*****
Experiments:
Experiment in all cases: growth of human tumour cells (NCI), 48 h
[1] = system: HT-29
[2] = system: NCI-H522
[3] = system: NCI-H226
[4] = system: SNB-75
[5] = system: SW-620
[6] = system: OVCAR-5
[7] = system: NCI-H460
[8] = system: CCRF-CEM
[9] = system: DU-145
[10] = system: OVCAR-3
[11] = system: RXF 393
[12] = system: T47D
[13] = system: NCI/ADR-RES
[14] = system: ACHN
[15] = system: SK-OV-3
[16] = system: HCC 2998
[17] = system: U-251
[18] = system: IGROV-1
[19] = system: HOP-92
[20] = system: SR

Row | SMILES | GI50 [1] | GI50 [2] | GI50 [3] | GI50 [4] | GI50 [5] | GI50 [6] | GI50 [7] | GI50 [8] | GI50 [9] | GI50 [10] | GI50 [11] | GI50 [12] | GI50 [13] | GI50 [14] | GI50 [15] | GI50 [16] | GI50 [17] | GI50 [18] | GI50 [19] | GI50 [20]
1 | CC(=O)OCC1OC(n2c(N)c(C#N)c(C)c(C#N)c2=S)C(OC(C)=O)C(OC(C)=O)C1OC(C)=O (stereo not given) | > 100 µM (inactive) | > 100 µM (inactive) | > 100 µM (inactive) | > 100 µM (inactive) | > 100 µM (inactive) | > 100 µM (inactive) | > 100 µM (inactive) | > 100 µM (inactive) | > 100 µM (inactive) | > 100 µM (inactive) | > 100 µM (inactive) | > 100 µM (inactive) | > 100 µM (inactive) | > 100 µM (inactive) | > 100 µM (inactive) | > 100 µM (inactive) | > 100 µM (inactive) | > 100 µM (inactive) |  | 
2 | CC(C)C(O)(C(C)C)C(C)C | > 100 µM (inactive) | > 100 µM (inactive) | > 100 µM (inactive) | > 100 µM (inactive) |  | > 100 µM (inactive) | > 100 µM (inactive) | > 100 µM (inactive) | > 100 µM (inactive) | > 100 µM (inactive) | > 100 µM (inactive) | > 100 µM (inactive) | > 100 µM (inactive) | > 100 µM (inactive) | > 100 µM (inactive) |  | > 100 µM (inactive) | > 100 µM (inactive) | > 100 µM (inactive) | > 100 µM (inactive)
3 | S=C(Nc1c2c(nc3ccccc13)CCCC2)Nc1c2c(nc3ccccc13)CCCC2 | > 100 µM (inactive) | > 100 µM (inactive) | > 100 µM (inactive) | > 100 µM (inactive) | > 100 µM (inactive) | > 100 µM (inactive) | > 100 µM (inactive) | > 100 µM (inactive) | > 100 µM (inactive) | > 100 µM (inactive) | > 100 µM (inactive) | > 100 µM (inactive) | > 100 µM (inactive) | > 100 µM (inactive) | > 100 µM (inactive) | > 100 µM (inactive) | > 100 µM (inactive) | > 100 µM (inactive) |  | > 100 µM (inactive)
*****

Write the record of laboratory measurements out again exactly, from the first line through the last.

Experiments:
Experiment in all cases: growth of human tumour cells (NCI), 48 h
[1] = system: HT-29
[2] = system: NCI-H522
[3] = system: NCI-H226
[4] = system: SNB-75
[5] = system: SW-620
[6] = system: OVCAR-5
[7] = system: NCI-H460
[8] = system: CCRF-CEM
[9] = system: DU-145
[10] = system: OVCAR-3
[11] = system: RXF 393
[12] = system: T47D
[13] = system: NCI/ADR-RES
[14] = system: ACHN
[15] = system: SK-OV-3
[16] = system: HCC 2998
[17] = system: U-251
[18] = system: IGROV-1
[19] = system: HOP-92
[20] = system: SR

Row | SMILES | GI50 [1] | GI50 [2] | GI50 [3] | GI50 [4] | GI50 [5] | GI50 [6] | GI50 [7] | GI50 [8] | GI50 [9] | GI50 [10] | GI50 [11] | GI50 [12] | GI50 [13] | GI50 [14] | GI50 [15] | GI50 [16] | GI50 [17] | GI50 [18] | GI50 [19] | GI50 [20]
1 | CC(=O)OCC1OC(n2c(N)c(C#N)c(C)c(C#N)c2=S)C(OC(C)=O)C(OC(C)=O)C1OC(C)=O (stereo not given) | > 100 µM (inactive) | > 100 µM (inactive) | > 100 µM (inactive) | > 100 µM (inactive) | > 100 µM (inactive) | > 100 µM (inactive) | > 100 µM (inactive) | > 100 µM (inactive) | > 100 µM (inactive) | > 100 µM (inactive) | > 100 µM (inactive) | > 100 µM (inactive) | > 100 µM (inactive) | > 100 µM (inactive) | > 100 µM (inactive) | > 100 µM (inactive) | > 100 µM (inactive) | > 100 µM (inactive) |  | 
2 | CC(C)C(O)(C(C)C)C(C)C | > 100 µM (inactive) | > 100 µM (inactive) | > 100 µM (inactive) | > 100 µM (inactive) |  | > 100 µM (inactive) | > 100 µM (inactive) | > 100 µM (inactive) | > 100 µM (inactive) | > 100 µM (inactive) | > 100 µM (inactive) | > 100 µM (inactive) | > 100 µM (inactive) | > 100 µM (inactive) | > 100 µM (inactive) |  | > 100 µM (inactive) | > 100 µM (inactive) | > 100 µM (inactive) | > 100 µM (inactive)
3 | S=C(Nc1c2c(nc3ccccc13)CCCC2)Nc1c2c(nc3ccccc13)CCCC2 | > 100 µM (inactive) | > 100 µM (inactive) | > 100 µM (inactive) | > 100 µM (inactive) | > 100 µM (inactive) | > 100 µM (inactive) | > 100 µM (inactive) | > 100 µM (inactive) | > 100 µM (inactive) | > 100 µM (inactive) | > 100 µM (inactive) | > 100 µM (inactive) | > 100 µM (inactive) | > 100 µM (inactive) | > 100 µM (inactive) | > 100 µM (inactive) | > 100 µM (inactive) | > 100 µM (inactive) |  | > 100 µM (inactive)